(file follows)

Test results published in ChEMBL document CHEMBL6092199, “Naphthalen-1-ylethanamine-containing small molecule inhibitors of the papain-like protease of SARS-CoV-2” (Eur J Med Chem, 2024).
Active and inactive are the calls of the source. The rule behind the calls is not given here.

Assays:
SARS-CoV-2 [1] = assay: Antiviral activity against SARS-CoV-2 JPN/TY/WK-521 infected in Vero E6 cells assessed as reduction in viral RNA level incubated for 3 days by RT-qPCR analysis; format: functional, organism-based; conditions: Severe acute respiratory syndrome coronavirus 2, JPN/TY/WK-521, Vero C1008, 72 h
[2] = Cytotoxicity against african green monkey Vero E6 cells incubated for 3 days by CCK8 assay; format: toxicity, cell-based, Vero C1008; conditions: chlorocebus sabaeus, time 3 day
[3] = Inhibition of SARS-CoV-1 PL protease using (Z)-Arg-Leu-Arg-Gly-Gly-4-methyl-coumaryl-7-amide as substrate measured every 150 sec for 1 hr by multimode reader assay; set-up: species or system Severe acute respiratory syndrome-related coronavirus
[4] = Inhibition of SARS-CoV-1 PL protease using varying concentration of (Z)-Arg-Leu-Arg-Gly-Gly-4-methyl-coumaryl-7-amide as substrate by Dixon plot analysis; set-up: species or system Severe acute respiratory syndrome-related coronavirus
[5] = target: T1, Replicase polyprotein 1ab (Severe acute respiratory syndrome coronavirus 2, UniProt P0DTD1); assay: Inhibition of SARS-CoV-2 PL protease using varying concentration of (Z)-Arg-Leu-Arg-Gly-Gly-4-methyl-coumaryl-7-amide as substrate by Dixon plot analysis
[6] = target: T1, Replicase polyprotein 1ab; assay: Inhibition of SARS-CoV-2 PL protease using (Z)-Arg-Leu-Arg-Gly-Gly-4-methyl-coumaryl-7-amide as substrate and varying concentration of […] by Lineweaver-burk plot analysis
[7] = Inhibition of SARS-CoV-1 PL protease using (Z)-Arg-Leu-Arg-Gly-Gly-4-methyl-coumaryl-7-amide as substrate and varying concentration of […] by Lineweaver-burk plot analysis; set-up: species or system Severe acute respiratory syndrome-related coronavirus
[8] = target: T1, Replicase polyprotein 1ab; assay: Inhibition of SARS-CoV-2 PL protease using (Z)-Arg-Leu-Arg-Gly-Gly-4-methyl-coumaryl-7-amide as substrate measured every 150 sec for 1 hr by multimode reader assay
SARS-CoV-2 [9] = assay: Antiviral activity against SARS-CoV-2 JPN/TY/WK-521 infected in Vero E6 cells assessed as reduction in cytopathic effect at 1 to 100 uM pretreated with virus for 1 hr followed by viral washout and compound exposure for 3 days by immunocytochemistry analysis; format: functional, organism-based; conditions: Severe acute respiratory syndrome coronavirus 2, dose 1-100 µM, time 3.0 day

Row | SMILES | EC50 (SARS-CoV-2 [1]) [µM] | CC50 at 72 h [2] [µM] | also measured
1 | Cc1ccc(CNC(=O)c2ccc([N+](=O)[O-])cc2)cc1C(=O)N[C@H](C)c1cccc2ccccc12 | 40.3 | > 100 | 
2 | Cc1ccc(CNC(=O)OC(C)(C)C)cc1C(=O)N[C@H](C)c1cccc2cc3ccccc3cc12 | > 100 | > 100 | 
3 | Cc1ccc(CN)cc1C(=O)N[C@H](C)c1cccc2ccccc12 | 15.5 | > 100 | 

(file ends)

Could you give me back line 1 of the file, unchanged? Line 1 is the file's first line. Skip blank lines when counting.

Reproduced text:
Test results published in ChEMBL document CHEMBL6092199, “Naphthalen-1-ylethanamine-containing small molecule inhibitors of the papain-like protease of SARS-CoV-2” (Eur J Med Chem, 2024).